Time to share

Obliging banks to share customers’ account information was designed to encourage the introduction of new financial services. But with most open banking services aimed at consumers rather than businesses, small enterprises may be unaware of the potential benefits.

Open banking is a broad term that refers to initiatives that require banks to make bank customer account data available to third parties – with the consent of the account holder of course.

These third parties are then able to offer additional services such as allowing customers to have a single view of all the accounts they hold at the same time (even if they have accounts with different banks), or giving a lender or investor access to income and expenditure history over a specific period.

Such services are not necessarily new, but under open banking they are easier to access and more secure.

Bringing it all together

The concept of making customer bank account information available to service providers other than their bank was a key element of the second Payment Services Directive, a major piece of EU legislation known as PSD2.

One of the objectives of the directive is to make it easier for account holders to manage their money, which has obvious appeal for small businesses who need good visibility of their financial position.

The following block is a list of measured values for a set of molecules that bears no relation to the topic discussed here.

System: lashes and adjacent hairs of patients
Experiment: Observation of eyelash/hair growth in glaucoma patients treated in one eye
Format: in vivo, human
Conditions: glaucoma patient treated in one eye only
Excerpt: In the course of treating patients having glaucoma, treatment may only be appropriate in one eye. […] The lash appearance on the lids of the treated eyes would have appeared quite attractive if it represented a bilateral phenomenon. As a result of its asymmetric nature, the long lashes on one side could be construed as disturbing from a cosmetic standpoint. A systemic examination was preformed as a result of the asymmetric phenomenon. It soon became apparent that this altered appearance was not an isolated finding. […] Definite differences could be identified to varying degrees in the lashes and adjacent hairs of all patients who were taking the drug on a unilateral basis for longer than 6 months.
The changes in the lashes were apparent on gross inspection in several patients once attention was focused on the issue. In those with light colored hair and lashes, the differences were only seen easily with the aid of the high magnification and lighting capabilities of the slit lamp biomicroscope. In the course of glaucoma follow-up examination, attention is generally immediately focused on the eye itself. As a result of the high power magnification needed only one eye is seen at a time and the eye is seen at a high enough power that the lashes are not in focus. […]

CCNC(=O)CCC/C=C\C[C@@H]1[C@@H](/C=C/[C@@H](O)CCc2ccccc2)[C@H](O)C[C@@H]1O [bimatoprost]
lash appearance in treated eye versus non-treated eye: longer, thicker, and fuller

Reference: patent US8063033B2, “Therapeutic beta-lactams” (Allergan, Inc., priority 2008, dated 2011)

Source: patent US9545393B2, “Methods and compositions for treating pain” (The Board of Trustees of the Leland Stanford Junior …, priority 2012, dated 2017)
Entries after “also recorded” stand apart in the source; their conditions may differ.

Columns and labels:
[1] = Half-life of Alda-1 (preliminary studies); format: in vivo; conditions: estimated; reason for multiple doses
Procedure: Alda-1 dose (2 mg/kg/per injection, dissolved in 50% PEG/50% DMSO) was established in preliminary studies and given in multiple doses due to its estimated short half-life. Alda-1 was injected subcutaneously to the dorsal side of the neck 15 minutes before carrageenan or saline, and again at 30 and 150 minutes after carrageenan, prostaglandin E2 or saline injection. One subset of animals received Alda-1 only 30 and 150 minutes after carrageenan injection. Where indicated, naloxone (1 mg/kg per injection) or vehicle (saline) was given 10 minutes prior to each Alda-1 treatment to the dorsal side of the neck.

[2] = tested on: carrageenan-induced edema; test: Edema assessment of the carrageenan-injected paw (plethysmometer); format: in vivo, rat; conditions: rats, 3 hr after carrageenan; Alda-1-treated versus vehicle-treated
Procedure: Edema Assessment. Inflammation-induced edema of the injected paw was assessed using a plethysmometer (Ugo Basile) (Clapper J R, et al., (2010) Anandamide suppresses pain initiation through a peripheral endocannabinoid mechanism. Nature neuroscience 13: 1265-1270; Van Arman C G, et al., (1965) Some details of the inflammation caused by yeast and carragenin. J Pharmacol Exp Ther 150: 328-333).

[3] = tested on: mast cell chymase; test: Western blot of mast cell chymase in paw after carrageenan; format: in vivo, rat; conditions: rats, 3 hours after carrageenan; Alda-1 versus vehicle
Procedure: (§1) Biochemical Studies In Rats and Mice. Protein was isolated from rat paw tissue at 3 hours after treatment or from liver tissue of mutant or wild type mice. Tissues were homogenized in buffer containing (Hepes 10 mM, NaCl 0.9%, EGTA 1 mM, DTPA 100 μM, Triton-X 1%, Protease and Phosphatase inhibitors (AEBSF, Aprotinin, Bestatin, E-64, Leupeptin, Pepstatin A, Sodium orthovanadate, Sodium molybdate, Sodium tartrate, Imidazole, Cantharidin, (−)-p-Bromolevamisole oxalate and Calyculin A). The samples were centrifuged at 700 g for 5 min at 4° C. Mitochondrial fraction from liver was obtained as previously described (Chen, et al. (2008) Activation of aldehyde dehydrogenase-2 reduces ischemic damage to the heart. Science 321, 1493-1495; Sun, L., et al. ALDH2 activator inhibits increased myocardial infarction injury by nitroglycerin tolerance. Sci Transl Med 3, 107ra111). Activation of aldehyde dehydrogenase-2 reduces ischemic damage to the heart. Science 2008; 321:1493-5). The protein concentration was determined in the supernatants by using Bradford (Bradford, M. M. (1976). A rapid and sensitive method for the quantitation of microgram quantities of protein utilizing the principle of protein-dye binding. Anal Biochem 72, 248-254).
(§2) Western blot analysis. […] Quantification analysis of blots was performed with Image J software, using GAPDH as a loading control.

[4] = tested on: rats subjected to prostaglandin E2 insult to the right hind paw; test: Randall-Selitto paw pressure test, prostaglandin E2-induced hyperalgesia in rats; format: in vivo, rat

Since late 2018, Irish banks have launched APIs or application programming interfaces that enable third party service providers to develop apps and services that leverage each bank’s customer data. These third parties are either payment initiation service providers (who can connect to the account to execute a payment) or account information service providers, who offer financial management apps.

What’s in an app?

The economic turmoil caused by coronavirus means businesses of all sizes have understandably been focused on achieving the best possible visibility of their bank data. Open banking apps enable these businesses to identify issues early and take remedial action.

Businesses can also benefit from intelligent automation where the use of manual processes such as payment status tracking and reconciliation can be lowered, reducing the scope for manual error and increasing operational efficiency.

Standard payment services should become cheaper, while the ability to give lenders access to historical financial data should simplify the process of applying for trade finance. Down the line, machine learning and predictive analytics could assess the likelihood of an invoice being paid on time, reducing dependence on expensive cash flow products such as invoice finance.

Open for business?

Reluctance on the part of some businesses to embrace open banking services can be put down to a cautious approach to working with new service providers as well as a sense that existing processes are working just fine.

But there are obvious advantages to being able to access account information regardless of location – a feature that should be particularly appealing to users of cloud-based accounting solutions such as Big Red Cloud, who can already access their financial accounts remotely.